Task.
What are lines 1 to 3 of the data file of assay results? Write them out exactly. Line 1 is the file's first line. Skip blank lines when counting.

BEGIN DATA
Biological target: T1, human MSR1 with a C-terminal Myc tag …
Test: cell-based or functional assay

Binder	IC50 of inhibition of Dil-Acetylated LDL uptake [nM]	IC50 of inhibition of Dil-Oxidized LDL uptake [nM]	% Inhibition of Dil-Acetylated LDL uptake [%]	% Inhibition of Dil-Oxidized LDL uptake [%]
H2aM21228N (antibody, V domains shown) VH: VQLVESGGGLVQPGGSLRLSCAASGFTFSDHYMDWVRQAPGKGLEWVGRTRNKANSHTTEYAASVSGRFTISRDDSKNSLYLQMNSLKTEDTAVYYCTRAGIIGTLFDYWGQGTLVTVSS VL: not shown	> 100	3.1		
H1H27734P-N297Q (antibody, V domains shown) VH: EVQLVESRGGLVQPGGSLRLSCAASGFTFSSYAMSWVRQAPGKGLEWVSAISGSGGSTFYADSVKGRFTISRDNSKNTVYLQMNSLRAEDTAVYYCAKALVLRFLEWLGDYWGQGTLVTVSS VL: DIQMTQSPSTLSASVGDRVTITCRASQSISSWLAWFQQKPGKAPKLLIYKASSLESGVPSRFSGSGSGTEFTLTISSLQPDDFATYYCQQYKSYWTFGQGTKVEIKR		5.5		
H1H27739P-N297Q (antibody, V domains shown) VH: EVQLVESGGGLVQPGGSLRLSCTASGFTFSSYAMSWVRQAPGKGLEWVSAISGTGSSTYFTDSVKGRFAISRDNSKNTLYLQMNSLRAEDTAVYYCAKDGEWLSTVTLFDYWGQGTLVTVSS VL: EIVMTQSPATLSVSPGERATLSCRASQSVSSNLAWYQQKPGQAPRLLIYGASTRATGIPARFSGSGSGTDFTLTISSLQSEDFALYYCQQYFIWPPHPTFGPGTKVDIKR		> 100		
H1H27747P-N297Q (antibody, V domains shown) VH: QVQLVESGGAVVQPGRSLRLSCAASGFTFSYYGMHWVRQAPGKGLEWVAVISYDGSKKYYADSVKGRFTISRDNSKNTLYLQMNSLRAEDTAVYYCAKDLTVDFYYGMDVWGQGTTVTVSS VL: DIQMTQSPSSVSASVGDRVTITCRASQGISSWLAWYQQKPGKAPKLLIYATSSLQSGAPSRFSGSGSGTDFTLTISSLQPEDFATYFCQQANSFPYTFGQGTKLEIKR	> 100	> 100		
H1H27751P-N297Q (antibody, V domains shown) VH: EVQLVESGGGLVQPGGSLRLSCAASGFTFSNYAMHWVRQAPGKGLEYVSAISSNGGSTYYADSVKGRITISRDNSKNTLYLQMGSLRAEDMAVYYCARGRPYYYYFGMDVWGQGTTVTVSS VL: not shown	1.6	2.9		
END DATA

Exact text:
Biological target: T1, human MSR1 with a C-terminal Myc tag …
Test: cell-based or functional assay

Binder	IC50 of inhibition of Dil-Acetylated LDL uptake [nM]	IC50 of inhibition of Dil-Oxidized LDL uptake [nM]	% Inhibition of Dil-Acetylated LDL uptake [%]	% Inhibition of Dil-Oxidized LDL uptake [%]